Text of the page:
Undue Influence and Testamentary Capacity

The evaluation of undue influence is critical to the assessment of TC as its presence can invalidate a will. Undue influence is defined as the manipulation of a testator to execute a will that diverges from his wishes (Marson and Hebert, 2005; Peisah et al., 2009). A person is more likely to be subject to undue influence if that person is socially or physically isolated, disabled, subject to family dispute, subject to abuse, grieving the loss of a loved one, or if the person is dependent on others for finances, activities of daily living, or decision-making (Marson and Hebert, 2005; Peisah et al., 2009). Furthermore, undue influence occurs on a spectrum and is dependent on the TC status of an individual. In a person with diminished intellectual or cognitive abilities, very little influence may be needed. Conversely, in a person who is high functioning, more severe manipulation would be necessary to result in undue influence (Marson and Hebert, 2005; Peisah et al., 2009; Shulman et al., 2017; Hoffman, 2018). An individual with certain dementia syndromes may suspect abandonment by the caretaker and could thus be susceptible to undue influence, for example, by having other beneficiaries push for dramatic changes in the will in their favor. On the other hand, a person can appear to be independent and still be susceptible to undue influence which could invalidate his or her will (Marson and Hebert, 2005; Shulman et al., 2005, 2007, 2017; Peisah et al., 2009).

Clinical Standards for Testamentary Capacity

Existing legal and clinical guidelines have attempted to identify specific skills needed in order to establish TC. One important set of skills needed for establishing TC relate to cognitive functioning. Prior literature suggests that individuals must demonstrate intact cognitive abilities, including memory and executive functioning (Shulman et al., 2007; Hoffman, 2018). In addition, there must be evidence supporting the patient’s awareness of and ability to objectively make financial decisions (Shulman et al., 2007, 2021; Sunderaraman and Cosentino, 2017; Sunderaraman et al., 2018, 2020; Zago and Bolognini, 2020).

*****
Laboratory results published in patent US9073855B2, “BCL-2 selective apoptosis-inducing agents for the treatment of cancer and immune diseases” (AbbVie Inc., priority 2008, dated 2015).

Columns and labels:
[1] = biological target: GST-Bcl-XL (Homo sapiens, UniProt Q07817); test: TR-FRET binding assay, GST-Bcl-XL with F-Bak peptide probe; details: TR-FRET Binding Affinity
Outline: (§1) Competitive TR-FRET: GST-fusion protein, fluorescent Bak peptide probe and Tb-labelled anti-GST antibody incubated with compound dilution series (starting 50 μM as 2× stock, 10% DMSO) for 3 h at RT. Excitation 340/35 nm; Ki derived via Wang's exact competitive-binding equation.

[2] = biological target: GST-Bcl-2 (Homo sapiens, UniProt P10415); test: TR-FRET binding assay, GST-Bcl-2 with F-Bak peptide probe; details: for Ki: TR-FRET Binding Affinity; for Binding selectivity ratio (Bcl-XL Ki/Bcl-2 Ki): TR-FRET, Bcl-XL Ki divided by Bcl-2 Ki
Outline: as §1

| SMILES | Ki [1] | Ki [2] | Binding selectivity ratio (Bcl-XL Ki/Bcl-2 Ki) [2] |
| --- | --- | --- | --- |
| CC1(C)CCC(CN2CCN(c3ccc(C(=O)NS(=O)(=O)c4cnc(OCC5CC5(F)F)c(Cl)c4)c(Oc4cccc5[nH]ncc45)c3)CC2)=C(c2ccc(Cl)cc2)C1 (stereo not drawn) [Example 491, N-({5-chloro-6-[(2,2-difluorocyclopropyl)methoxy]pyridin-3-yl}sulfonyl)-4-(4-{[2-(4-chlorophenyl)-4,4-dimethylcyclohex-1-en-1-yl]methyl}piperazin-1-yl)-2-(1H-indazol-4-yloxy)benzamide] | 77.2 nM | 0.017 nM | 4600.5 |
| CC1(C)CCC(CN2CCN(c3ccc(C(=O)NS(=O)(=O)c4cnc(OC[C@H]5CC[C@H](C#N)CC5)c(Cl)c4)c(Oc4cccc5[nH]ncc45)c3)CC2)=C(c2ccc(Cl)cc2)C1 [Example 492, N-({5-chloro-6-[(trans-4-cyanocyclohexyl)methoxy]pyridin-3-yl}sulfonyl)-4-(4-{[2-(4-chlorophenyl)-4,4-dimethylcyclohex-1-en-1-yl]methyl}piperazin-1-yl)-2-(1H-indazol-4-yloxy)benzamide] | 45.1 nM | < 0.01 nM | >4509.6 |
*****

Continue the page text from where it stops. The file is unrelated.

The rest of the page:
Several different components of memory should be evaluated in a TC assessment. At a basic level, a testator should demonstrate comprehension and semantic memory of information pertaining to a will (Marson and Hebert, 2005; Shulman et al., 2007, 2009, 2017; Mart, 2016; Brenkel et al., 2018). Although some guidelines have proposed that the testator may be permitted to use legal documents and be prompted when analyzing their assets (Mart, 2016), others assert that only general knowledge of assets and their value is needed as long as the testator has a clear plan for the will (Shulman et al., 2009, 2017). Under these recommendations, a person must be able to identify what type of asset he has (e.g., real estate property) and be able to approximately identify or categorize its worth (Shulman et al., 2017). TC assessments should also determine if the testator has intact historical and episodic memory in order to ensure that they know who could inherit their property, money, and assets (Marson and Hebert, 2005; Shulman et al., 2007, 2009, 2017; Mart, 2016; Brenkel et al., 2018).

It has also been recommended that TC assessments also determine whether the testator has adequate executive functioning skills to plan for and comprehend the consequences of their actions. For example, assessors should inquire into the testator’s understanding of family relationships and conflicts that may affect the plan for the will (Marson et al., 2004; Moye, 2005; Shulman et al., 2007, 2017; Mart, 2016). The testator should also demonstrate understanding of the consequences that may result from leaving out specific possible beneficiaries (Shulman et al., 2017). Such executive functioning skills would help testators make plans for the creation of their wills and the distribution of their assets (Marson and Hebert, 2005; Shulman et al., 2007, 2009, 2017; Mart, 2016; Brenkel et al., 2018).